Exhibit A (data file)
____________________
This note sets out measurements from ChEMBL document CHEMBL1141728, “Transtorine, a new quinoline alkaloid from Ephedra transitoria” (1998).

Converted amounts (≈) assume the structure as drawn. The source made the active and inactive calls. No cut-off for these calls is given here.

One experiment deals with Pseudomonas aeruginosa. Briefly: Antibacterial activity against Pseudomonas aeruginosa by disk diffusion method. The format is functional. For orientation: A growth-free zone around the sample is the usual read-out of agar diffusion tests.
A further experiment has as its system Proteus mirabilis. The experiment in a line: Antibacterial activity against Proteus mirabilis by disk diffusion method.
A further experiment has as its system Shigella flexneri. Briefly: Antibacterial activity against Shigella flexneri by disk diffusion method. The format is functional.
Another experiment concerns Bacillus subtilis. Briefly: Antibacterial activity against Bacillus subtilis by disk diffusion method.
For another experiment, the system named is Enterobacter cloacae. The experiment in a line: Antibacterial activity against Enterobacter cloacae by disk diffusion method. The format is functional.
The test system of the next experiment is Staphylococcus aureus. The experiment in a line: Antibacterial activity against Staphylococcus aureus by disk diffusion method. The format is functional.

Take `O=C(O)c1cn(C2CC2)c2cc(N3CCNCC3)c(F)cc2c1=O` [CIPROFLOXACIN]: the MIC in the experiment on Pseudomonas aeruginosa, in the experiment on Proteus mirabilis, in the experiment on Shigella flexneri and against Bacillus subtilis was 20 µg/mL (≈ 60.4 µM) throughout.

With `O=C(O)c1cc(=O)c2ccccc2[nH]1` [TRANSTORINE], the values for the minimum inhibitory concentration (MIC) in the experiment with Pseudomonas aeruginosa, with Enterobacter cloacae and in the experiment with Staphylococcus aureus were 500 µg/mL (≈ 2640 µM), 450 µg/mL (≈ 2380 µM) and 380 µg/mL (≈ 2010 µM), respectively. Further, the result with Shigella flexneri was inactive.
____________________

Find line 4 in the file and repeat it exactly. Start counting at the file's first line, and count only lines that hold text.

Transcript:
A further experiment has as its system Proteus mirabilis. The experiment in a line: Antibacterial activity against Proteus mirabilis by disk diffusion method.